October 24, 2016 en_SG https://quickbooks.intuit.com/cas/dam/IMAGE/A6wvz7RfA/e825fc0d38315ba7612506a94dee91111.jpg https://quickbooks.intuit.com/sg/r/starting-up/3-ways-deal-late-invoice-payments 3 Ways to Deal with Late Invoice Payments

3 Ways to Deal with Late Invoice Payments

John Pathrose October 24, 2016

As a small business owner, dealing with slow-paying customers is not only awkward and annoying, but it can also cause a serious cash flow problem if too many customers miss their deadlines.

Here are four tips and tricks to encourage faster payment from your more sluggish clients. I’ll also explain how invoice factoring, also known as invoice financing, can solve cash flow problems in a time of crisis.

1. Send Invoices Right Away Online

Customers pay significantly faster when you invoice them right after the work is done, and you make it easier for them to pay you. This is common sense. If you ever had to pay for something via check, you probably waited a few days until it was convenient for you to go to the post office. It may have also taken you a few days just to pull out your check book and find a stamp.

By contrast, paying online with a credit card is much less of a hassle. It takes seconds as opposed to minutes. The question is, how do you charge customers online if you’re not an online store using an e-commerce system?

The answer is simple: Online invoicing and accounting software enables you to easily create invoices for your clients, which you can then send through email with a link for them to pay via credit. All customers have to do is click “pay now,” and they’ll be taken to a secure payment processing gateway to enter their card information. These tools are available through most invoicing and accounting programs, including QuickBooks.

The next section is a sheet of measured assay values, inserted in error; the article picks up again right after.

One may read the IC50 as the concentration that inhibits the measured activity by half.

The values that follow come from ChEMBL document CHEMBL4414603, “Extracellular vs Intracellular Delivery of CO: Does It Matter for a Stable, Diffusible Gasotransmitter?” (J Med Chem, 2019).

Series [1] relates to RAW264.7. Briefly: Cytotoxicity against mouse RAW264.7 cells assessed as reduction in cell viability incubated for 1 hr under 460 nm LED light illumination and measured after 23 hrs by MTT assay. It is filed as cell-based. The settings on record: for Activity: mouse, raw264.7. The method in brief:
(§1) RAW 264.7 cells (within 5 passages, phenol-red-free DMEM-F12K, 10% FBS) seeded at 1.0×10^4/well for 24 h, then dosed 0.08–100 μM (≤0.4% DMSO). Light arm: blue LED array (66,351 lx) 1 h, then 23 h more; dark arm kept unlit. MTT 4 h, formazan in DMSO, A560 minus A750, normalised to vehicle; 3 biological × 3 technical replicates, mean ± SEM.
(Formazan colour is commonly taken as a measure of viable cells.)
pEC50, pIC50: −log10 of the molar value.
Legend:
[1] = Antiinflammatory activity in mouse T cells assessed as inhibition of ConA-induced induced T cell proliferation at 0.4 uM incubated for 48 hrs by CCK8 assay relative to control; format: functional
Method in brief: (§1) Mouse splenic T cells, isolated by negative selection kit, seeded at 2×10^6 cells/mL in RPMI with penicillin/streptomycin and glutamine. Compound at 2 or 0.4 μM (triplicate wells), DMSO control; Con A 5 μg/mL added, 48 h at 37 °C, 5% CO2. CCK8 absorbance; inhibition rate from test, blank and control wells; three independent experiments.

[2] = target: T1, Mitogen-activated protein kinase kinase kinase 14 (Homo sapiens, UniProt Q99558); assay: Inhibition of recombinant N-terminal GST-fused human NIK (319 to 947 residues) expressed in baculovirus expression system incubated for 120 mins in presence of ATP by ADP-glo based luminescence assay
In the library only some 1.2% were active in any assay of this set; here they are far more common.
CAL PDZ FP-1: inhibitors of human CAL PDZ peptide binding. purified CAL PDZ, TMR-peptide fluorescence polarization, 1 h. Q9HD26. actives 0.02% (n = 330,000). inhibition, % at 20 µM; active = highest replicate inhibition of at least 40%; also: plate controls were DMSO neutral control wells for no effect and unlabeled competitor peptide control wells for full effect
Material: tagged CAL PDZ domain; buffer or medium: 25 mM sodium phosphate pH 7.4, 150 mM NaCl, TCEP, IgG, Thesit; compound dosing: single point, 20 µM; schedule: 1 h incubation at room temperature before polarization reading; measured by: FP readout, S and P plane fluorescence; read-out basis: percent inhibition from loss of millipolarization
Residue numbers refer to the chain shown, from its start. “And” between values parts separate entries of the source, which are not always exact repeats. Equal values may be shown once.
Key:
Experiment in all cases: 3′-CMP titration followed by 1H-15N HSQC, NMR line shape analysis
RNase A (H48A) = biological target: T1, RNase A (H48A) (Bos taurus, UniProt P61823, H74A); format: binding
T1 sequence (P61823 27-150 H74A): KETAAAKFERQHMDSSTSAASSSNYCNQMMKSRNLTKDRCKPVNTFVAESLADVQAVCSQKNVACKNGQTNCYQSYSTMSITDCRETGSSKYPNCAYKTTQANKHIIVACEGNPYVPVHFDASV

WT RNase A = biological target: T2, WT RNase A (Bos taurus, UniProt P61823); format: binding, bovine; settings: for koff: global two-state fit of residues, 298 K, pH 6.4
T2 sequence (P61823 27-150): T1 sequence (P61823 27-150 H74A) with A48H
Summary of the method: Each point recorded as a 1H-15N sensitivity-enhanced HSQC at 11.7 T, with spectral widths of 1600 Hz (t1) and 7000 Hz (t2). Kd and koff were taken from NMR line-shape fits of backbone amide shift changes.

2. Agree on a Due Date Beforehand

Things are always easier in hindsight. This tip won’t work for your current non-paying customers, of course, but it’s a good habit to get into for your future jobs. Set the payment due date beforehand, and then you don’t feel as awkward reminding clients when they’re past due.

The key is choosing the right amount of time. If the invoice is due too soon (e.g. “due upon receipt”), clients may not take it seriously. If it’s too far out (e.g. “Net 60”, or due in 60 days), then clients can easily forget it. Many businesses find that 10 or 15 days is a good compromise. You may need to play around with it a bit, however, before finding the “sweet spot” that works for your business.

The formal way to write a due date on an invoice is to say “Net” before the number of days to explain that you want the full amount, known as the “net” amount, to be paid. To encourage earlier payments, you can offer a small discount. “2% 15, Net 30” would mean the client can receive a 2% discount if they pay within 15 days, or otherwise pay the full amount within 30 days.

3. Keep Their Credit Card on File

If you have a lot of returning customers, you may want to enter an agreement in which you keep their credit cards on file and charge them for payments yourself. In order to do this you need their written permission to do so, and you need to make sure you store their information safely and in compliance with PCI standards.

Most merchant processing services enable you to store credit card information securely, on top of also processing payments. However, if you provide a service which your customers pay for on a recurring monthly or annual basis, you may want to use a subscription billing software.

The Bottom Line

Try sending invoices online with links to pay via credit. Make sure these invoices also have a clear due date that isn’t too far in the future, nor too soon after issuing the invoice. If you still aren’t seeing any results, consider holding your client’s credit card on file—with their permission—so you can charge them yourself.

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